Media storage devices used to store customer data are classified by AWS as critical and treated as high-impact throughout their life-cycle. Media is decommissioned using techniques detailed in NIST 800-88 and is not removed from AWS control until it has been securely decommissioned. AWS and employees are audited by multiple compliance programs, you can download AWS Compliance Reports from the AWS Artifact service in the AWS console.
Security Operations Monitoring
VMware monitors internal platform & systems for privacy breaches and has a breach notification process to notify customers in the event of a privacy breach. If VMware becomes aware of a security incident on VMware Cloud on AWS that leads to the unlawful disclosure or access to personal information provided to VMware as a processor, we will notify customers without undue delay, and will provide information relating to a data breach as reasonably requested by our customers. VMware will use reasonable endeavors to assist customers in mitigating, where possible, the adverse effects of any personal data breach.
VMware Cloud on AWS has the capability to detect attacks that target the virtual infrastructure. VMware Cloud on AWS has several intrusion detection mechanisms in place. VMware log aggregation systems continuously ingest AWS firewall, AWS security services along with Cloud Trail logs, infrastructure and VPC Flow all logs. VMware continuously collects and monitors services operation logs using SIEM technologies. The 24x7x365 VMware Security Operations Center uses the SIEM to correlate information with public and private threat feeds to identify suspicious and unusual activities.
The real-time status of the VMware Cloud on AWS services along with past incidents is publicly available here. Availability reports are available to customers upon request within 45 days after a validated SLA event.
The VMware Security Operations Center (SOC) uses Log capture and SIEM tools, security monitoring technologies and intrusion detection tools in realtime to identify unauthorized access attempts or any behaviors that would indicate abnormal activity.
All changes to the virtual machine configuration are logged and available to the customer which enables detection of tampering and integrity checking.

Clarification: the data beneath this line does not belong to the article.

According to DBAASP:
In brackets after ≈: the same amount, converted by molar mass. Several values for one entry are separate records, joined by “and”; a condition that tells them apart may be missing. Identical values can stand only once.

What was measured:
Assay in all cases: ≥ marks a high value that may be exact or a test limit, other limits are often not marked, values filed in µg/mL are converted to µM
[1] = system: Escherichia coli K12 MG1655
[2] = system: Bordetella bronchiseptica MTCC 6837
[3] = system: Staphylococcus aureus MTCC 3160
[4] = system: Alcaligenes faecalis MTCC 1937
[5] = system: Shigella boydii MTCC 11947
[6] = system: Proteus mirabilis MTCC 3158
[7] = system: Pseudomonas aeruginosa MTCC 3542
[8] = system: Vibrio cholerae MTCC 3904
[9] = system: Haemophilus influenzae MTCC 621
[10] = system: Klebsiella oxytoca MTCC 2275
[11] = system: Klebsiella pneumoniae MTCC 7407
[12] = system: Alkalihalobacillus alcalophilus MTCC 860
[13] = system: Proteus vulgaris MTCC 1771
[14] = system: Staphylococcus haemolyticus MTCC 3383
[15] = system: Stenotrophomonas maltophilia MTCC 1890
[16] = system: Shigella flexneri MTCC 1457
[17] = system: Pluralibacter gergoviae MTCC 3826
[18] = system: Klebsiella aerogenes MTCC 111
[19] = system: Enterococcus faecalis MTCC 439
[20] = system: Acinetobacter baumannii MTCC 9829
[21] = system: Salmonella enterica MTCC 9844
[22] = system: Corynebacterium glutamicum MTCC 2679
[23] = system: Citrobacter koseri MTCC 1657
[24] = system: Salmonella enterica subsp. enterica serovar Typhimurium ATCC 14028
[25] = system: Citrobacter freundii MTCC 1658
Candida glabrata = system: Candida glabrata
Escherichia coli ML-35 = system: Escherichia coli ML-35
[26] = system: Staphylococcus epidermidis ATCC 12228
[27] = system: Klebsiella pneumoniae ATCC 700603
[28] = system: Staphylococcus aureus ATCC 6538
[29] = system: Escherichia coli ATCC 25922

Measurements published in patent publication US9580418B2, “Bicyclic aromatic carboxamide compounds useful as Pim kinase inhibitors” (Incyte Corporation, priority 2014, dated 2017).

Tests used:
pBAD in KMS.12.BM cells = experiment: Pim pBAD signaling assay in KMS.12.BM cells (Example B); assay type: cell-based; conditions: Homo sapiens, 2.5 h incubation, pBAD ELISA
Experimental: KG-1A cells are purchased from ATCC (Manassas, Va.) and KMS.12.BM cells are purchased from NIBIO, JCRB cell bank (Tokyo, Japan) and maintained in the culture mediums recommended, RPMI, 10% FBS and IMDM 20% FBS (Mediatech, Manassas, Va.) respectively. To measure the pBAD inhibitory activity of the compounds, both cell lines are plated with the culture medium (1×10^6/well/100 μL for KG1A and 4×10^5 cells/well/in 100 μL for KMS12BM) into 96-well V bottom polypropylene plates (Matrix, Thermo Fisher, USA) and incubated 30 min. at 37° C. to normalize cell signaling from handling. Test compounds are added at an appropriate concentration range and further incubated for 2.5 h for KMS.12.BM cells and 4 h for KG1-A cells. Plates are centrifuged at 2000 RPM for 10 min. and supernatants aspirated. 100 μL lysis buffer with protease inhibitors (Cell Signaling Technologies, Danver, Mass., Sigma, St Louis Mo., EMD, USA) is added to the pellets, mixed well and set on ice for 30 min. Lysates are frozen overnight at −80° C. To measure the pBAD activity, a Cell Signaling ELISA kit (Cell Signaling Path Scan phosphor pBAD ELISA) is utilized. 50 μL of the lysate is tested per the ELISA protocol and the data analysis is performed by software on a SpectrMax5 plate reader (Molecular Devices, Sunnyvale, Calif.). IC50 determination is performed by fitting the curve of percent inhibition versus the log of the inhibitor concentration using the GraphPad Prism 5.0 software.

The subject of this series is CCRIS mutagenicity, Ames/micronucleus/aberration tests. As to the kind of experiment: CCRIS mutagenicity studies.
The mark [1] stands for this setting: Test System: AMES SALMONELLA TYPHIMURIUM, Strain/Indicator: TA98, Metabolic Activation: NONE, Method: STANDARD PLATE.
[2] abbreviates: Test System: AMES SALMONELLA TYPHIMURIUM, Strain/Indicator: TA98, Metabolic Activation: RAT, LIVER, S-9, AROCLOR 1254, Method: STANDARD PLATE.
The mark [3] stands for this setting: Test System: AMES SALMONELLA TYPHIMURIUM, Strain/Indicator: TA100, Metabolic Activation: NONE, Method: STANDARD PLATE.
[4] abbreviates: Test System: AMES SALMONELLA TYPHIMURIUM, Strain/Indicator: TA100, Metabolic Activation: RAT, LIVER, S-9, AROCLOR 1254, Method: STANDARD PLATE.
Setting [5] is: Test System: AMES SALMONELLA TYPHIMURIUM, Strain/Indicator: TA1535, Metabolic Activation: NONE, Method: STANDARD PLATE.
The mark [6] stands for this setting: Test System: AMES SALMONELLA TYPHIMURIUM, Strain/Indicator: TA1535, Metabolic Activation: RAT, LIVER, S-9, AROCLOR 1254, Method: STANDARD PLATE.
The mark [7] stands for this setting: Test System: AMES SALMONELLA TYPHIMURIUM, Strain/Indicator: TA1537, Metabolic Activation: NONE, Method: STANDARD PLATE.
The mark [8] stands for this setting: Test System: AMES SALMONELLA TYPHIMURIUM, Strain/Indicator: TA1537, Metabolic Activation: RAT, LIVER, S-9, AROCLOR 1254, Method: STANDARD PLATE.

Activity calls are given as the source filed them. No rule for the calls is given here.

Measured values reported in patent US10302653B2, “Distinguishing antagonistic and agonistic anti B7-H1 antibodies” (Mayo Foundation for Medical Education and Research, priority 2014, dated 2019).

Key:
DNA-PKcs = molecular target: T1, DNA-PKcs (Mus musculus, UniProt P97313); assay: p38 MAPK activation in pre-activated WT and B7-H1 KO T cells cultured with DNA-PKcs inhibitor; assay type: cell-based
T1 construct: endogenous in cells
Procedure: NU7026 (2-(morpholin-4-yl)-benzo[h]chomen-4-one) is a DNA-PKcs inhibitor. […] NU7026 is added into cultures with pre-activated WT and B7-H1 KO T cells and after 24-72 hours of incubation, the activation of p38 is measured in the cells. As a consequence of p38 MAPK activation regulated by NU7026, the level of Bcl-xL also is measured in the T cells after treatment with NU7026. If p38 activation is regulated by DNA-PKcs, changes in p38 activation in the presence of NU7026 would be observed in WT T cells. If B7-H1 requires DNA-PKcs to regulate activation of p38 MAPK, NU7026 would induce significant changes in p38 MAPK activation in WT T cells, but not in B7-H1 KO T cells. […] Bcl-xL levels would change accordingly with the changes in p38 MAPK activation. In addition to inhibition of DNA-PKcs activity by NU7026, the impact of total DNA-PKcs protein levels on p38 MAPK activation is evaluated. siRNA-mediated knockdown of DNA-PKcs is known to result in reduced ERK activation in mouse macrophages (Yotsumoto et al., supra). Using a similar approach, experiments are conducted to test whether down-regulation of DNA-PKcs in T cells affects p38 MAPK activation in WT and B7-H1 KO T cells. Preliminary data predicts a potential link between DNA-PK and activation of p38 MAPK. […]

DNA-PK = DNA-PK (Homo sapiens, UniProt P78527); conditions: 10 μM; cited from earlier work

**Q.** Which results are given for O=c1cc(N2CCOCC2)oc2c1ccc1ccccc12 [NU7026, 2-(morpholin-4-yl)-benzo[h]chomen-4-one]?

VMware monitors AWS infrastructure and receives notifications directly from AWS in the event of a provider failure. VMware has developed processes with AWS to ensure that that we have defined disaster recovery mechanisms in place in the event that an upstream event occurs. VMware Cloud on AWS has conducted successful DR testing and continues to test annually.
See the Data Access section for more information on access logging. For ingesting logs from VMware Cloud on AWS, as well as native AWS, and other sources, customers can use Log Insight Cloud, which has both free and chargeable versions.
To address any further concerns, customers can also use their own Security Information and Event Management (SIEM) tools, such as Splunk, to continuously monitor the VMware Cloud on AWS environment for any unauthorised activity. Furthermore, tools currently used to scan or secure VMware environments on-premise can mostly be carried across to the VMware Cloud on AWS environment with IPFIX and Port Mirroring. This gives the customer unprecedented visibility under the hood of a cloud environment. The VMware Cloud on AWS NSX Networking and Security eBook goes into more detail on these operational tools in chapter 7 (page 101).
As well as Log Insight Cloud and/or the customers own SIEM tools, AWS can be used to monitor the connected VPC and services. AWS CloudTrail is a service that logs all API calls associated with your account. At the same time, AWS Config provides visibility of assets through an inventory of AWS resources and a history of configuration changes to these resources. You can use AWS Config to define rules that evaluate these configurations for compliance. VMware Cloud resources deployed to your connected VPC, such as IAM configurations for SDDC formation, and the attached ENIs, can be found in AWS Config. Your AWS logs can also be added as a content pack or log source for Log Insight Cloud.
In the example screenshots below, you can see part of the AWS CloudTrail logs for initial SDDC deployment. Highlighted in green is my user account linking the AWS account and running the CloudFormation template to create the appropriate IAM configuration, then a few minutes later in yellow the events for the ENIs being added and configured. You can view this in more detail in your own environment, the second screenshot shows AWS Config verifying there have been no changes made since initial deployment. I have had to remove most of the detail, but you get the idea.
It is important to note at this point that AWS security tools can only be used in the accounts you have access to. When VMware Cloud on AWS is deployed, i.e. the Elastic Compute Cloud (EC2) bare metal instances with associated VPC and subnets, routing table, etc. the customer does not have access to the underlying account and VPC. This is where the VMware logs outlined above are used to monitor the environment.
Penetration Testing & Audit
VMware has a comprehensive vulnerability management program. As a part of the vulnerability management program, penetration tests are performed at least annually.